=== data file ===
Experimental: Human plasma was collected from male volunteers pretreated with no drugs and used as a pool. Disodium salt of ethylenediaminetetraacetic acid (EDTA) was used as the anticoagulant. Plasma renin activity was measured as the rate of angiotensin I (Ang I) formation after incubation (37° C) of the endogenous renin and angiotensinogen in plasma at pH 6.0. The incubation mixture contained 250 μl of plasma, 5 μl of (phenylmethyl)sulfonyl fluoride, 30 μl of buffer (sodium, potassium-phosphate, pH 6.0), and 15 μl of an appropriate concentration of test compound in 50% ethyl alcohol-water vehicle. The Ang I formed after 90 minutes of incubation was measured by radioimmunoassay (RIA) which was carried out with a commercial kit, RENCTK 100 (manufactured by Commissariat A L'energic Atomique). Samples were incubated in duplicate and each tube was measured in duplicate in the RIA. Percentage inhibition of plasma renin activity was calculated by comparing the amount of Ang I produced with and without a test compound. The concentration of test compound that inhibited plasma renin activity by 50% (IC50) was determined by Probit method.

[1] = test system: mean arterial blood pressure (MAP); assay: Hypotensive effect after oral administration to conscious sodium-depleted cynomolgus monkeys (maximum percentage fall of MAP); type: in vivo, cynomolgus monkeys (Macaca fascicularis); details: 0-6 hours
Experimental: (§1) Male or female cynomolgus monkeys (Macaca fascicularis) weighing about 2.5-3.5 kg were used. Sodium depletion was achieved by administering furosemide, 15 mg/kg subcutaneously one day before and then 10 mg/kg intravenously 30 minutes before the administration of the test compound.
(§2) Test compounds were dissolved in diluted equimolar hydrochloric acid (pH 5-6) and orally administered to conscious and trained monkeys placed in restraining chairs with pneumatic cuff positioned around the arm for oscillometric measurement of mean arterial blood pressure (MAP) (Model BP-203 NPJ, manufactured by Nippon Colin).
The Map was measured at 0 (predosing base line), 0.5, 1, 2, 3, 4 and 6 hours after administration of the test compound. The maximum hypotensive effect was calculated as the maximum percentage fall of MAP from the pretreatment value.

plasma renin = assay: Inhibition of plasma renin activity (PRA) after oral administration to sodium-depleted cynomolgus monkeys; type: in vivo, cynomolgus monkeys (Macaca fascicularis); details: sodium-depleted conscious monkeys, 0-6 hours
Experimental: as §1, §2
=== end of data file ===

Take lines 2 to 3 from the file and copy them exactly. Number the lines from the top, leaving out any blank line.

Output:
[1] = test system: mean arterial blood pressure (MAP); assay: Hypotensive effect after oral administration to conscious sodium-depleted cynomolgus monkeys (maximum percentage fall of MAP); type: in vivo, cynomolgus monkeys (Macaca fascicularis); details: 0-6 hours
Experimental: (§1) Male or female cynomolgus monkeys (Macaca fascicularis) weighing about 2.5-3.5 kg were used. Sodium depletion was achieved by administering furosemide, 15 mg/kg subcutaneously one day before and then 10 mg/kg intravenously 30 minutes before the administration of the test compound.